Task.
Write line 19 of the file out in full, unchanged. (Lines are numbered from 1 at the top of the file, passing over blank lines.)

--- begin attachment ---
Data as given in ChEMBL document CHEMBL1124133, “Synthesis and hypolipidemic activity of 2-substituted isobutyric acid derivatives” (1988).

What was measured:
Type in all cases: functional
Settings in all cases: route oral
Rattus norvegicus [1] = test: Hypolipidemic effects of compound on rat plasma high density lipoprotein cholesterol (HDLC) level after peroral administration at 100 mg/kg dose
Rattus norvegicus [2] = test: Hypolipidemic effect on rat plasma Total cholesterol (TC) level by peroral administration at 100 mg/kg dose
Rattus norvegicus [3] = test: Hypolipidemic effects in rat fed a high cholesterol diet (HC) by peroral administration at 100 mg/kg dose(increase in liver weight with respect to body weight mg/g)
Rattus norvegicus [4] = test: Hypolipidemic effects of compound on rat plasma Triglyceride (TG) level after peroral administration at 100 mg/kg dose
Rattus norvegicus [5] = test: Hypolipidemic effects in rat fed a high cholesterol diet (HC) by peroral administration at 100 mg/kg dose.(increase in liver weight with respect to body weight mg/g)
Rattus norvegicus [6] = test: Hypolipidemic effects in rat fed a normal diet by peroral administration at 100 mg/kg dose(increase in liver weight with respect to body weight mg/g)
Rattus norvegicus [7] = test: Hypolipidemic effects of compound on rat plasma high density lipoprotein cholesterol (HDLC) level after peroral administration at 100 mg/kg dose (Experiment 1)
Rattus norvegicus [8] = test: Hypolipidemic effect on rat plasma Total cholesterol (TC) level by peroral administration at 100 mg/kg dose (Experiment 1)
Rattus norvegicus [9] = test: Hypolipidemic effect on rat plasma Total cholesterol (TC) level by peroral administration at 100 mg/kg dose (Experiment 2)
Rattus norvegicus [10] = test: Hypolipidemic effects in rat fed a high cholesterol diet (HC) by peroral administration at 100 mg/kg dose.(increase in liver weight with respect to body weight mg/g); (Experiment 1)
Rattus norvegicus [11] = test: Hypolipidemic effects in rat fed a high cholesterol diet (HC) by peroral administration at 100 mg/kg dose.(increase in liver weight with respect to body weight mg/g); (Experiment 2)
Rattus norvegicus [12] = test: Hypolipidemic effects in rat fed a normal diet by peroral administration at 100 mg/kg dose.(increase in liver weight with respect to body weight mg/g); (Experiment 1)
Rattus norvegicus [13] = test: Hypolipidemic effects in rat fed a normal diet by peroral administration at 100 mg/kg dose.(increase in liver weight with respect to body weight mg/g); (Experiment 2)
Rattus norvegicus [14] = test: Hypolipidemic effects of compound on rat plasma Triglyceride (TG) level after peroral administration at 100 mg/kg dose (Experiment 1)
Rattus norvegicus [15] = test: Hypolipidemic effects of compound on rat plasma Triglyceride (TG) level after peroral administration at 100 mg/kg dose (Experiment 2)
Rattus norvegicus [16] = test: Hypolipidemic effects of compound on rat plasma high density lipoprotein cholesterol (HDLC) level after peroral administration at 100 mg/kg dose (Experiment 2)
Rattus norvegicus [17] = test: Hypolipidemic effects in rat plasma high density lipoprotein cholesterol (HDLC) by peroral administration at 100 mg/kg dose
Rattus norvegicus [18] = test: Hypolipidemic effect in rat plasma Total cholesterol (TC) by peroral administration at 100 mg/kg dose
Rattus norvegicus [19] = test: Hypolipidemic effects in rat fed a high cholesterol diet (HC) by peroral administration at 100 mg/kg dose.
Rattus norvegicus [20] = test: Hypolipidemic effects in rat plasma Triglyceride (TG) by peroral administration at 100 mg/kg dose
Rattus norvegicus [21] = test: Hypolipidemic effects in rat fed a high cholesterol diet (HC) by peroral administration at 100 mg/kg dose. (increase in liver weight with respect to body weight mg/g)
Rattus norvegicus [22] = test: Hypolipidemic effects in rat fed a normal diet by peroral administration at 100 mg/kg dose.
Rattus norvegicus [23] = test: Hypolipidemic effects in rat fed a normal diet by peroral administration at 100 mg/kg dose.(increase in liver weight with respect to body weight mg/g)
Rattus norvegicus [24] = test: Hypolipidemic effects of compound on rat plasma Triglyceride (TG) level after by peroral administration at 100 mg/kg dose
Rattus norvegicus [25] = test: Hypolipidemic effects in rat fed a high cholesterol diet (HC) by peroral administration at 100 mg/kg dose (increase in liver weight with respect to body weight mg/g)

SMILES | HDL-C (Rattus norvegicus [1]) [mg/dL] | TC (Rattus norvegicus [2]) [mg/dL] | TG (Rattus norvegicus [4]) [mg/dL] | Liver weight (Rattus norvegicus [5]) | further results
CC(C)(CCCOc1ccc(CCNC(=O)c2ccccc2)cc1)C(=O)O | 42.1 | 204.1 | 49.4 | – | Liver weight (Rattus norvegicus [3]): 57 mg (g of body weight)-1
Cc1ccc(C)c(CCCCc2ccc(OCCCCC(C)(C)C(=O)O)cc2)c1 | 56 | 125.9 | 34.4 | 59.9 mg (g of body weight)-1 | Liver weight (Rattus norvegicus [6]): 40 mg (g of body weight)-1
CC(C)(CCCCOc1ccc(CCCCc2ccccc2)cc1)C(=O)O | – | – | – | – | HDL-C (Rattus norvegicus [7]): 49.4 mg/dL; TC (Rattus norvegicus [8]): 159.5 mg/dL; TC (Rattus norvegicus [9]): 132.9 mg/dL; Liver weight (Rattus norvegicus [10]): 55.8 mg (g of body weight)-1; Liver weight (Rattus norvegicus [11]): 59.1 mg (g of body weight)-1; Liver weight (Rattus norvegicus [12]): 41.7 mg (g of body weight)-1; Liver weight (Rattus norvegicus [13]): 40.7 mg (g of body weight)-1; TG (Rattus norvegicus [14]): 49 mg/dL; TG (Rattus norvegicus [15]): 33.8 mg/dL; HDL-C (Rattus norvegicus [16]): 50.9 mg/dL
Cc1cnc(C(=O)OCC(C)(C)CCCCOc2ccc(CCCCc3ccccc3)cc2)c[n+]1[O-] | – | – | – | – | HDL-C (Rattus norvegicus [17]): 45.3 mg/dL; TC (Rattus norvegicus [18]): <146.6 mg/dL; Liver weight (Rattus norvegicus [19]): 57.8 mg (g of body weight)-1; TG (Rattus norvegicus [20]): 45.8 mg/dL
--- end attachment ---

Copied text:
Rattus norvegicus [15] = test: Hypolipidemic effects of compound on rat plasma Triglyceride (TG) level after peroral administration at 100 mg/kg dose (Experiment 2)